Emmanuel Butler would be hard enough to miss as it is, given that he's a 6-foot-4, 220-pounder running around at receiver.
But add in that he's snagging absolutely everything in his catch radius – and his zone is as expansive as his size suggests – and that makes for a tantalizing undrafted rookie who has turned heads early at New Orleans Saints training camp.
"He has kind of been intriguing," Coach Sean Payton said Sunday, July 28. "He has made a play, a couple plays, each day. He's big. I'm excited."
Butler appeared even more imposing during the Saints' first padded practice, on Sunday at the Ochsner Sports Performance Center. So far, the rookie has been ready to apply much of the lessons he has been taught.
"It's been a great experience," he said. "I'm having a lot of fun out here. I'm trying to come out here every day, learn as much as I can, and just try to help make plays for my team."
It has been enough to shift the hype machine into overdrive, and to support Butler's college numbers at Northern Arizona (187 catches for 3,217 yards and 33 touchdowns in 45 games). Behind defenders, in front of defenders, between defenders – the former high school tight end is big and physical enough to be open even when he literally might not be "open."
But, that said, it isn't as if he has been perfect.
"I feel like the coaches have more so been on me just trying to make sure that I'm doing everything that I'm supposed to be doing," Butler said. "When I'm making a play, they're of course congratulating me on making a good play but they're also letting me know what I could be doing better to be more successful, to get to where I want to be and to get to where this team needs me to be."
Butler said he has been working on getting in and out of his breaks, making sure he's being quarterback-friendly and coming back downhill and out of his routes. He's also working on making sure that the attention doesn't become detrimental.
"It's pretty cool to come out after practice and see your phone blowing up a little bit," he said. "It's been pretty fun after the fact. But when I'm on the field I try not to focus on that. I try to just focus on making plays and making sure I'm 100 percent ready to go."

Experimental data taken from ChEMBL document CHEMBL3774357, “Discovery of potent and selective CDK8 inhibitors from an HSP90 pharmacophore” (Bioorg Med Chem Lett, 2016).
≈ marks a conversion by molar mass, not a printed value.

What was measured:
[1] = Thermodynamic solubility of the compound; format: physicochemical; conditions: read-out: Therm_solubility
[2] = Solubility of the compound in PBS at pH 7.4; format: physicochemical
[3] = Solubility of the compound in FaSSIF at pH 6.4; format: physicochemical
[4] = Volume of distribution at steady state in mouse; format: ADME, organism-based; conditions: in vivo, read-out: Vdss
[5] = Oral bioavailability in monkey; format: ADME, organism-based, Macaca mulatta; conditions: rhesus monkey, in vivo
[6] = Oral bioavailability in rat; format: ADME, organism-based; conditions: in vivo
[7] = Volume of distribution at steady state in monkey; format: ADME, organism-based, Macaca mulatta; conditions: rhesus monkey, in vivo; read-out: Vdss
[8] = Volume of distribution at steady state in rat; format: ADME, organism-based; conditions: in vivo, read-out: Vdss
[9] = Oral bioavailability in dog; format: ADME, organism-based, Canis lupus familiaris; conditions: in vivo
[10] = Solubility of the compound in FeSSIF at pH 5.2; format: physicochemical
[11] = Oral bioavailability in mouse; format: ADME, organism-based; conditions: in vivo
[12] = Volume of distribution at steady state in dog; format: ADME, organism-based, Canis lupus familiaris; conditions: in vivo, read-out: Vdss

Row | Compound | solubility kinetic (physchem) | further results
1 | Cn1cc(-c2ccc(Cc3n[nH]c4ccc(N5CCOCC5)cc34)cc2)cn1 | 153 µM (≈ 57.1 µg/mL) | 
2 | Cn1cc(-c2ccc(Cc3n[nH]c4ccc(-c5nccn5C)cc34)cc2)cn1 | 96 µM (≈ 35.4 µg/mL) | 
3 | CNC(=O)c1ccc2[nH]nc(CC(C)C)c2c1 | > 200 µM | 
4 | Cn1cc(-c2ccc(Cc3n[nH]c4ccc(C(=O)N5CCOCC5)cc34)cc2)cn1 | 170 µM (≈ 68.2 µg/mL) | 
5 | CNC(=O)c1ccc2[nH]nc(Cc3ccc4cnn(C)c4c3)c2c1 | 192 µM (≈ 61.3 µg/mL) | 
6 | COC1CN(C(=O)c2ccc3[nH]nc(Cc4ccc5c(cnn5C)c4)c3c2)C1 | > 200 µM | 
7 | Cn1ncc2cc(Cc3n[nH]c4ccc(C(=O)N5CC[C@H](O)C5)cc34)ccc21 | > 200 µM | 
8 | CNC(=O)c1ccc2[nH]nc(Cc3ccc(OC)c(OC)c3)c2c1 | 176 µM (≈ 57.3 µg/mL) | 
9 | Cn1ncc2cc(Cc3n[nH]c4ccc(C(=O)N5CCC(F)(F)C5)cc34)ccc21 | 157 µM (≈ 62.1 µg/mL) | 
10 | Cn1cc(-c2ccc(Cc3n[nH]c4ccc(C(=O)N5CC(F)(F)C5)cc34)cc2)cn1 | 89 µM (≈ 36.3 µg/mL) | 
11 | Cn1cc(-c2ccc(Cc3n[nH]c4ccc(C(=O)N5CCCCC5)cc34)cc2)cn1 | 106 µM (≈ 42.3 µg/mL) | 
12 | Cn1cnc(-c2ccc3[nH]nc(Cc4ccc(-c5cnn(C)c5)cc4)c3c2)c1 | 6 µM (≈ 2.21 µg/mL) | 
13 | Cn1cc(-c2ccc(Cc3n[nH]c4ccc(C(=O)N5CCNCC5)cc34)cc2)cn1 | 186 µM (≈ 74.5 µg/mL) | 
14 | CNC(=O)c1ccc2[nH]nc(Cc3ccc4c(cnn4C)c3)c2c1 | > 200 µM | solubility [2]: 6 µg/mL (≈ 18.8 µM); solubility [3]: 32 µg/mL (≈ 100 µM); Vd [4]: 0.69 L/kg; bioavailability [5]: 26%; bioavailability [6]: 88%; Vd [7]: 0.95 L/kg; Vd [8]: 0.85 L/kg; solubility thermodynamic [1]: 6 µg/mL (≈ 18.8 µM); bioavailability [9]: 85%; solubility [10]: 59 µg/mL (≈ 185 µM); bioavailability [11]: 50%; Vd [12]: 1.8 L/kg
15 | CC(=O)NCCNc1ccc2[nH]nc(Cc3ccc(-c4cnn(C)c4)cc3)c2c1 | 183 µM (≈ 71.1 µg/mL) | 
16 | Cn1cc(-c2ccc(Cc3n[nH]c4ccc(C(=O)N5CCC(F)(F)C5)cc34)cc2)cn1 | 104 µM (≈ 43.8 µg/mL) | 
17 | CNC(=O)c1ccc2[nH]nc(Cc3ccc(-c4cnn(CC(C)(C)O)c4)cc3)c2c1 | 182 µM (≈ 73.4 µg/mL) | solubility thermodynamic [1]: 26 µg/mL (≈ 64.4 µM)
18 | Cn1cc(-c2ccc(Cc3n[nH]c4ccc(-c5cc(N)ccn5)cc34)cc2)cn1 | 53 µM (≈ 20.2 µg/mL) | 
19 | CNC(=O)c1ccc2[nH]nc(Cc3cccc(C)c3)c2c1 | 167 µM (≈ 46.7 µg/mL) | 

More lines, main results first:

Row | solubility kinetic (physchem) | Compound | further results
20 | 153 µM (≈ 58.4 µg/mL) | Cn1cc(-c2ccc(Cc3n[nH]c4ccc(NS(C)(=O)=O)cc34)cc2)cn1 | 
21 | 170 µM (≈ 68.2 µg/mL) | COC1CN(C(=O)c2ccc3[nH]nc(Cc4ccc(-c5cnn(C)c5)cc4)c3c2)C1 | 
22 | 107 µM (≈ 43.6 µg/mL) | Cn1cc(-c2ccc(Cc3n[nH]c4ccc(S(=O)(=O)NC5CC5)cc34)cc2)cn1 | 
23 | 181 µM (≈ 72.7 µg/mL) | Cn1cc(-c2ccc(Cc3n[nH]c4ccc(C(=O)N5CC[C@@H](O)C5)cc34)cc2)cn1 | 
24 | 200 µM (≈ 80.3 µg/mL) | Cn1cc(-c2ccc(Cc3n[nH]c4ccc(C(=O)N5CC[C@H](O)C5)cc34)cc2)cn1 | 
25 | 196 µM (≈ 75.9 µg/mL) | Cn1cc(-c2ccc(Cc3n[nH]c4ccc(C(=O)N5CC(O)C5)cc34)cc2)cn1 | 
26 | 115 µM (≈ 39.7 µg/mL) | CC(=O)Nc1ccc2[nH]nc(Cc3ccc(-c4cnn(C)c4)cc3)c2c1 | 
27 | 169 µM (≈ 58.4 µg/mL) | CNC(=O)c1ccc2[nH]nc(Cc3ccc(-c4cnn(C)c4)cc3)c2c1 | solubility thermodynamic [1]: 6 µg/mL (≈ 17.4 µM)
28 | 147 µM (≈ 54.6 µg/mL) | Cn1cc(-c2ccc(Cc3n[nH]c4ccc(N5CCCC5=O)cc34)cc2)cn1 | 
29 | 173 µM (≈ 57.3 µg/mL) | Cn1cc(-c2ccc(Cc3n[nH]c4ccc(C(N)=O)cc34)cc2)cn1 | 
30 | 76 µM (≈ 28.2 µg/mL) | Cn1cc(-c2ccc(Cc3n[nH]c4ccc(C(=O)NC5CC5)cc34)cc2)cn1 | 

That said, it's understandable that this all could be a tad heady for an undrafted rookie. Career and single-season records at Northern Arizona, and two All-Big Sky first-team honors might not have been comparable preparation for the scrutiny he has faced in the first three practices of his initial NFL training camp, or the skyrocketing expectations that have begun.
None of the accolades were enough to get him drafted. But not being drafted doesn't mean he lacks the goods, and the Saints annually have shown the willingness to create space for talented undrafted rookies.
"I mean he was a guy that we were actively recruiting (immediately after the draft), but I'd have to go back to see if he was in a draft eligible position," Payton said. "He's certainly done some things to open your eyes here."
If Butler has his way, that'll continue. He has the perfect model for his pursuit: Marques Colston, the Saints' all-time leader in receptions (711), receiving yards (9,759) and touchdowns (72).
Colston was a seventh-round pick, from Hofstra, before etching his name into the Saints' record book.
"When I was actually at the NFLPA Bowl (in Pasadena, Cal., in January), I talked with a Saints scout there and that's who he had compared me to after watching some of the practices that we had," Butler said. "After going and watching a lot of his film, realizing that he was a small-school player that came in and had to work his way up, had a path kind of similar to mine, it's someone that I kind of look to and really try to, I guess, model myself after."
He could do worse than mimic a player who made himself impossible to miss.